Sudan releases 258 rebel fighters
A total of 258 rebel fighters who were captured during various battles with government forces, have been released from Kober prison in Khartoum Bahri, following a presidential amnesty.
The rebel fighters were captured during the attack of the Justice and Equality Movement (JEM) on Omdurman in 2008, and other battles in Darfur, including Donki Baashim, Goz Dungo, Fanaga, and Kulbus. Many of them faced the death sentence.
The decree by President Omar Al Bashir announced yesterday lifting the death penalties was initially treated with scepticism by rebel leaders. However, the actual release of the men at Kober prison today was greeted with joy.
According to the president, “the decision was issued to promote the spirit of national reconciliation and create a climate for sustainable peace in the country under the stage at which the will of the people of Sudan is manifested in the recommendations of the national dialogue and document.”
Speaking on behalf of the released men today, Abdelaziz Oshar, one of the leaders of Operation Long Arm* the 2008 JEM attack on Omdurman (and half-brother of JEM leader Jibril Ibrahim) told reporters that “the reason we were armed was not because we want to carry guns. It’s because the regime refuses to address our national issues.” (Watch video in Arabic)
Oshar, who achieved a PhD while in prison, confirmed that the release did not include Ibrahim El Maz and senior officers who were captured at Goz Dungo in Darfur. He appealed for them to be released too.
Maj Gen Abu Obeida, Director of the Sudanese Prison and Rehabilitation Service, said that all except one of the men on the president’s list have been released. He said that “the last man on the list, whose release was delayed by an administrative error in the spelling of his name, will be released on Sunday.”
Picture: Maj. Gen. Abo Obaida, director of the Sudanese Prison and Rehabilitation Service (SUNA)
Jibril Ibrahim, the head of JEM welcomed the decision and considered it a good step in the right direction, but criticised the decision for failure to include all political detainees.
He criticised the decision for not mentioning the prisoners of the SPLM and explaining that he does know if the decision includes all the prisoners of SLM factions led by Minni Minawi and Abdel Wahid.
He stressed that the release of all political prisoners and detainees is an essential condition for the creation of a comprehensive national climate for dialogue, real negotiations and serious efforts to reach a genuine peace.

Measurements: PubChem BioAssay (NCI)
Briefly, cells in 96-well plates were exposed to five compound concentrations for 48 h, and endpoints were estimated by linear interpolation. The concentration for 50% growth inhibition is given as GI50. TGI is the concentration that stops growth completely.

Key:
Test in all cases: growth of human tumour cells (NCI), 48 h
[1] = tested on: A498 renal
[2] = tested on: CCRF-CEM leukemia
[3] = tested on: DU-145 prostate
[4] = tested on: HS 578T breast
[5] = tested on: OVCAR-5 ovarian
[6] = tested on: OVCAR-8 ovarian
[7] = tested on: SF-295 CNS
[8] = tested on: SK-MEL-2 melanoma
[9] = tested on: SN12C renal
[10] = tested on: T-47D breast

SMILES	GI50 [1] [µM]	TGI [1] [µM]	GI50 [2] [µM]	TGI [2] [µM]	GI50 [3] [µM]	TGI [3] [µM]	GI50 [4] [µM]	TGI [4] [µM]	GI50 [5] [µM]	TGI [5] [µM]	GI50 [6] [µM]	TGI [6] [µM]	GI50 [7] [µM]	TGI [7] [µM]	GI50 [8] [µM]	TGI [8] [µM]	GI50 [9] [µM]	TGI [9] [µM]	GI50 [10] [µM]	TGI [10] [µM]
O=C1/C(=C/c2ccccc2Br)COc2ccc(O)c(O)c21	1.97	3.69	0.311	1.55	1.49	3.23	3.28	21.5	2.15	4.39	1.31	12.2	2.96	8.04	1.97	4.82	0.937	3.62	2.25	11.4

SLM-MM leader Arko Minni Minawi, described the decision as “political and for media consumption.”
He told Radio Dabanga that “dropping the death penalty for prisoners of war does not make sense, considering that the penalty against them was a clear violation of international conventions that guarantee the rights of prisoners in the first place.”
He demanded the government to respect human rights, including prisoners of war and pointed out that within 15 years, his Movement has released 1,000 prisoners, witnessed by international organisations, but have not received one prisoner from the government.
Abdelwahid El Nur, leader of the Sudan Peoples’ Liberation Movement-AW (SPLM-AW), downplayed the importance of the President's decision of dropping death penalty for dozens of prisoners and amnesty for others.
In an interview with Radio Dabanga, he ridiculed President Al Bashir about the decision to drop the death penalty for prisoners of war,” who should be treated according to the Charters of Rome, the United Nations and the law of war, not by death sentence”.
He renewed his accusation that the government has killed thousands of people and livestock in Jebel Marra using chemical weapons.
He appealed to the international community to send an inquiry committee to find out facts about the use of chemical weapons in Jebel Marra.
*Operation Long Arm
On 10 May 2008, a large group of JEM rebels from Darfur entered Omdurman, where they clashed with Sudanese security troops. Heavy fighting raged for several hours. The rebels then began to move towards the El Ingaz bridge to cross the White Nile into Khartoum in an apparent attempt to reach the Presidential Palace, while another JEM force headed towards the National Radio and Television building in Omdurman. Both attacks were repelled. Sporadic fighting continued for the next 48 hours.
Four days later JEM admitted defeat in the raid in which they said a third of their fighters took part, but promised further attacks on the capital. A number of JEM rebels were arrested, as were many Darfuri civilians living in Khartoum.
By April 2009, the Sudanese government sentenced 82 JEM fighters, including senior commanders, to death by hanging as guilty of terrorism and illegal possession of weapons. By November 2009, the number of JEM members sentenced to death was more than 100.
Picture: Radio Dabanga
Some of the released men (Picture: Radio Dabanga)
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